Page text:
“We have received patients from four hospitals which are closed. We are short about 600 beds, we are still working on our 2013 budget and the main drug warehouse have been destroyed”, Langhi says.
As the United Nations and many major international NGOs have little presence in the country due to the violence, aid is still relatively minimal.
“I understand UN and international NGOs don’t want to send staff here for security reasons but why don’t they drop drugs and medical equipment by helicopters?” Langhi asks.
Mohamed's house was destroyed by an LNA strike and his family are among 27,000 displaced, according to Benghazi municipality. A teacher by trade, his school has been closed for months so he is salary-less.
“We are twelve people living in a three-room flat for six months. I am outside all day but have nothing to do,” Mohamed said.
Yet despite the blow he “100 percent” supports Haftar’s operation.
Hamed Bilkhayir, the head of First Brigade in Benghazi and a close Haftar ally, told IRIN its fighters try to avoid civilian casualties. “We can’t bomb every building they have snipers on because it [would] mean destroying family homes. We prioritise our targets.”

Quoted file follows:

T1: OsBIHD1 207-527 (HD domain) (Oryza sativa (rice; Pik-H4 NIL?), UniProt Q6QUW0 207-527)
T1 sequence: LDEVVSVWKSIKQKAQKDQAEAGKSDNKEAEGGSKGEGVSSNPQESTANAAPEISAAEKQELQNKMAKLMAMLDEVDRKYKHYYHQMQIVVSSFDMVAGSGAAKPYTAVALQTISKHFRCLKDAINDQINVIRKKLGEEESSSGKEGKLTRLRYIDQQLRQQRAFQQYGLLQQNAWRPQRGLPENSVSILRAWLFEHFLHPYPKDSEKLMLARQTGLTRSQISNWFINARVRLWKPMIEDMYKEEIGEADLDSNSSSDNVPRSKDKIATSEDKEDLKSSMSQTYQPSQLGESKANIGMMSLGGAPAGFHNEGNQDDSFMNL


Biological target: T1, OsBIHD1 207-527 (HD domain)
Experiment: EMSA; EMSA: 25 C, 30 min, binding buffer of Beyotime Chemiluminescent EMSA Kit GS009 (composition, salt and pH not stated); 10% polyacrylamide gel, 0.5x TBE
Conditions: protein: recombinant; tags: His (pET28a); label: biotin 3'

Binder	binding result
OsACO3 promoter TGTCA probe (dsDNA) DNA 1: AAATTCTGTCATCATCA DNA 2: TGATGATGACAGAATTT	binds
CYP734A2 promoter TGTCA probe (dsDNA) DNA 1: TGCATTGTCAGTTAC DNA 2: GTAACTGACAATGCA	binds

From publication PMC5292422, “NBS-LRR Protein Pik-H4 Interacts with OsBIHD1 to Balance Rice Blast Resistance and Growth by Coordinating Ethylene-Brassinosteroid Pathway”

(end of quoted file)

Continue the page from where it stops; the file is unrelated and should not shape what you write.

Business on the rocks: Since last spring, instead of students, Abubaker-Razi High School welcomes displaced families like Khadija Mabruk’s. The septuagenarian grandmother spends most of her day lying on a mattress since she fled advancing Islamists. “We left without taking anything. We have nothing now. Above all, we left the 5,000 dinar (about $3,550) worth of jewelry I bought for my son to marry his wife,” she says.
Saïd Amaami, head of local NGO Benghazi is our Family, estimates that between 1,000 and 1,250 families live in the 61 schools used for the displaced. In Abubaker-Razi school, one room is for children to play in. “When they use [Lego], they build tanks or military planes. The eldest spend the day fighting each other while others prefer to sit alone crying,” Mohamed Amer, a volunteer from the NGO, says.
Business, too, has been disrupted. Where the main market used to be is now on the frontline, so it moved north, into the outskirts of the city. Most produce is imported from Egypt and prices have risen significantly.
Ibrahim Ahmed, a Sudanese market trader, now shares a room with four other men near the new market.
“Before, I used to earn about 40 dinars ($29) a day, now it is about 15 dinars ($11). There are fewer and fewer customers,” he says.
Those with the money to do so survive through escapism – searching out safe havens from the chaos outside.
Back in Lavazza café, Saïd puts down his cup and suggests a restaurant to eat. There they serve excellent kebabs. The chefs, Saïd points out, are some of the best in the country and used to work in the city's best hotels. Now they are all closed.
* Many of the names in this story have been changed while the author's name has been withheld for security reasons.
Credit: IRIN News